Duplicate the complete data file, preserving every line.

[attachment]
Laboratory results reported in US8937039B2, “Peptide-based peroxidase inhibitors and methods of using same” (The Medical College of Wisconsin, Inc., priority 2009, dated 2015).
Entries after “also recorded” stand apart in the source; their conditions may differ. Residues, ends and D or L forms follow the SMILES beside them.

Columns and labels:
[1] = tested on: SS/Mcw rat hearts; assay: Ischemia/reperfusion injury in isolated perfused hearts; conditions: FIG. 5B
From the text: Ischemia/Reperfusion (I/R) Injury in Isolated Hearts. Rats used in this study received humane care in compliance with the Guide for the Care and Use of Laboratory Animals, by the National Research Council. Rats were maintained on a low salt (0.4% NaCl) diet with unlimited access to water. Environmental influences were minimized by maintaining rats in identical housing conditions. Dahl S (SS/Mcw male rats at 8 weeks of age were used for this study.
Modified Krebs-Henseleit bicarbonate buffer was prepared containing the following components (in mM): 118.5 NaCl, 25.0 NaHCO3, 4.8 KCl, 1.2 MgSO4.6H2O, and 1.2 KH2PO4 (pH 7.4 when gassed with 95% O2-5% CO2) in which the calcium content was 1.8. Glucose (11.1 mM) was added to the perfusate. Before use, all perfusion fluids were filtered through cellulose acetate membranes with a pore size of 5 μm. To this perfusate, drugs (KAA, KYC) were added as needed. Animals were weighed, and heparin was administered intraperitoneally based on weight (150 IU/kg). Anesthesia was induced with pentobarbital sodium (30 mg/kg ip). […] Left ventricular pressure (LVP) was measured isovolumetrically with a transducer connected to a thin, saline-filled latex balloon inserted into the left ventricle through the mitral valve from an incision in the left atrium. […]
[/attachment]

Laboratory results reported in US8937039B2, “Peptide-based peroxidase inhibitors and methods of using same” (The Medical College of Wisconsin, Inc., priority 2009, dated 2015).
Entries after “also recorded” stand apart in the source; their conditions may differ. Residues, ends and D or L forms follow the SMILES beside them.

Columns and labels:
[1] = tested on: SS/Mcw rat hearts; assay: Ischemia/reperfusion injury in isolated perfused hearts; conditions: FIG. 5B
From the text: Ischemia/Reperfusion (I/R) Injury in Isolated Hearts. Rats used in this study received humane care in compliance with the Guide for the Care and Use of Laboratory Animals, by the National Research Council. Rats were maintained on a low salt (0.4% NaCl) diet with unlimited access to water. Environmental influences were minimized by maintaining rats in identical housing conditions. Dahl S (SS/Mcw male rats at 8 weeks of age were used for this study.
Modified Krebs-Henseleit bicarbonate buffer was prepared containing the following components (in mM): 118.5 NaCl, 25.0 NaHCO3, 4.8 KCl, 1.2 MgSO4.6H2O, and 1.2 KH2PO4 (pH 7.4 when gassed with 95% O2-5% CO2) in which the calcium content was 1.8. Glucose (11.1 mM) was added to the perfusate. Before use, all perfusion fluids were filtered through cellulose acetate membranes with a pore size of 5 μm. To this perfusate, drugs (KAA, KYC) were added as needed. Animals were weighed, and heparin was administered intraperitoneally based on weight (150 IU/kg). Anesthesia was induced with pentobarbital sodium (30 mg/kg ip). […] Left ventricular pressure (LVP) was measured isovolumetrically with a transducer connected to a thin, saline-filled latex balloon inserted into the left ventricle through the mitral valve from an incision in the left atrium. […]